The public health agency the Robert Koch Institute announced on Monday morning that the number of deaths had risen from 55 on Sunday to 86 on Monday.
It warned, however, that the real number was likely much higher, in part because some regional health authorities had not submitted their figures.
Separate reports from German media put the death toll at over 100.
In terms of the number of confirmed cases in the country, the Institute reported 22,672 on Monday, up from 18,610 the previous day. Yet other estimates placed the number of confirmed cases at over 26,000.
Germany's death toll from coronavirus is still well below that of neighbouring France, which on Sunday rose to 674, with 224 fatalities over the weekend.
In Italy, the country in Europe that is the hardest hit by the virus, there has been almost 5,500 deaths after 2,000 fatalities were reported since Friday.
Coronavirus deaths in Spain now top 1,700.
On Sunday, Germany announced new measures aimed at slowing down the spread of the virus in the hope of preventing a steep rise in the number of deaths.
German Chancellor Angela Merkel said Sunday that gatherings of more than two people – outside of family members and those living together – will be banned in public to control the spread of the novel coronavirus.
“Our own behaviour is the most effective way” of slowing the rate of infection, Merkel said of the unprecedented nationwide measures, which are initially slated to remain in force for two weeks.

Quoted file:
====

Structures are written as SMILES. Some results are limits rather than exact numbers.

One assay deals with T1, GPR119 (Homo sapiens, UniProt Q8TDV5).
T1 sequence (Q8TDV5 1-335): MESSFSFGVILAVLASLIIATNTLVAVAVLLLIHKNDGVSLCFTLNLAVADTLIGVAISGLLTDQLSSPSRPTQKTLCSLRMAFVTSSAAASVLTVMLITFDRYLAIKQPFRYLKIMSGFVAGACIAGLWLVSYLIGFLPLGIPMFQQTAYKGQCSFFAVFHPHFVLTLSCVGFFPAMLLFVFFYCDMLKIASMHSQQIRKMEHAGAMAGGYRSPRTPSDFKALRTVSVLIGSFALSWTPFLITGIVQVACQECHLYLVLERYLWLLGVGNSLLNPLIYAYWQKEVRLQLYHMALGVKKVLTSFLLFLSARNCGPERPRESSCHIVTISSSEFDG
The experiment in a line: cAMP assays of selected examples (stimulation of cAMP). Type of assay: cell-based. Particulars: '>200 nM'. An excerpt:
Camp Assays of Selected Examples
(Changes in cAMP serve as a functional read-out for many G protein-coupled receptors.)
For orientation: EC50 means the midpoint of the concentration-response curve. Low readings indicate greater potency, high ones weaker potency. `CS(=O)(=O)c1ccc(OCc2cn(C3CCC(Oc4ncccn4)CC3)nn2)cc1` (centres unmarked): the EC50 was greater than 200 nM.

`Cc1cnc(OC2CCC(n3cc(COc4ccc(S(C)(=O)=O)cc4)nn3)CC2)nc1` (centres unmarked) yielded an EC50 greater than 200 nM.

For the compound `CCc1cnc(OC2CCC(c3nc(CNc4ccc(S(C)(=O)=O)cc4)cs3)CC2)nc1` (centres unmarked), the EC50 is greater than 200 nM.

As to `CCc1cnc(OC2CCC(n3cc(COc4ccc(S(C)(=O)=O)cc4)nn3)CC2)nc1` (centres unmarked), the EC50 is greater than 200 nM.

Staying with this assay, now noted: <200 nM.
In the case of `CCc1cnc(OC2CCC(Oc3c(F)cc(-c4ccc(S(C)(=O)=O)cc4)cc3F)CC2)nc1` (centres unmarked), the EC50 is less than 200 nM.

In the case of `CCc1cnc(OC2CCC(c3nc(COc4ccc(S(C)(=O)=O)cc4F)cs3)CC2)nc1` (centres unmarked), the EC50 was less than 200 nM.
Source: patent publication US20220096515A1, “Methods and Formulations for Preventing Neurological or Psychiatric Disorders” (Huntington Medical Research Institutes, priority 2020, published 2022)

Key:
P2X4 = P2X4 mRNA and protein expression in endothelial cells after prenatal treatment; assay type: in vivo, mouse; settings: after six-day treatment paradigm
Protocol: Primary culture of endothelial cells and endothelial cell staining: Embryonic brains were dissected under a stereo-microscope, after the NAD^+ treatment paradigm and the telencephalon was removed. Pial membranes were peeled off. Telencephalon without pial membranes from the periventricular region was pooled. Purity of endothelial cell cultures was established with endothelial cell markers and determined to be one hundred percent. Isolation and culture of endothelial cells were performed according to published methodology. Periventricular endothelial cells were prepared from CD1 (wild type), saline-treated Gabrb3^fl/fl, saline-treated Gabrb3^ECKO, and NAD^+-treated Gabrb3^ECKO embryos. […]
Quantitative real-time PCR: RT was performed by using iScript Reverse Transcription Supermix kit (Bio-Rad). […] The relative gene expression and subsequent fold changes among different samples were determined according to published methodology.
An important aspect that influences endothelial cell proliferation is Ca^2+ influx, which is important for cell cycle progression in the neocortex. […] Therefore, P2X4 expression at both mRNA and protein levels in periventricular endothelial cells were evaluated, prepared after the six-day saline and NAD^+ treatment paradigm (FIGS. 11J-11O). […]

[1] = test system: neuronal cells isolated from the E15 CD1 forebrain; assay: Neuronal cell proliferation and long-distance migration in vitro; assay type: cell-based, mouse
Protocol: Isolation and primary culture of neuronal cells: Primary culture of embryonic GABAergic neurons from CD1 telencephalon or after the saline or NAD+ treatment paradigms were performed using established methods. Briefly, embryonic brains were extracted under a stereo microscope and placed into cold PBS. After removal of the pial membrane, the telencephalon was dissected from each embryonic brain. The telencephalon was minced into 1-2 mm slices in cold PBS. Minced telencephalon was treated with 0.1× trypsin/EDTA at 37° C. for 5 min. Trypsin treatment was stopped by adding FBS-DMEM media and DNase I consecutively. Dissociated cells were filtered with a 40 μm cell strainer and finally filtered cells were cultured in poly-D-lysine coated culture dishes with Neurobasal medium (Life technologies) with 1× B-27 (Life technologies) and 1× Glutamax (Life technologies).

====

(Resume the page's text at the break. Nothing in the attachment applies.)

The new restrictions were agreed on by Merkel and the leaders of Germany's 16 states in a telephone conference on Sunday.
“Staying in public places is only permitted alone, with another person not living in the household or with members of one's own household,” their resolution stated.
The stricter measures are intended to prevent a rapid spread of the virus so that the health care system will not be overloaded and intensive care beds in hospitals remain free for seriously ill persons infected by the virus.
According to Merkel, people in Germany are required to reduce contact with other people outside the members of their own household to an absolutely necessary minimum.
In public, wherever possible, a minimum distance of at least 1.5 metres must be maintained from people other than relatives from their own household.
A few German states, such as Bavaria, Saarland and Saxony, have announced stricter curfews in which leaving the house is only allowed for necessary tasks.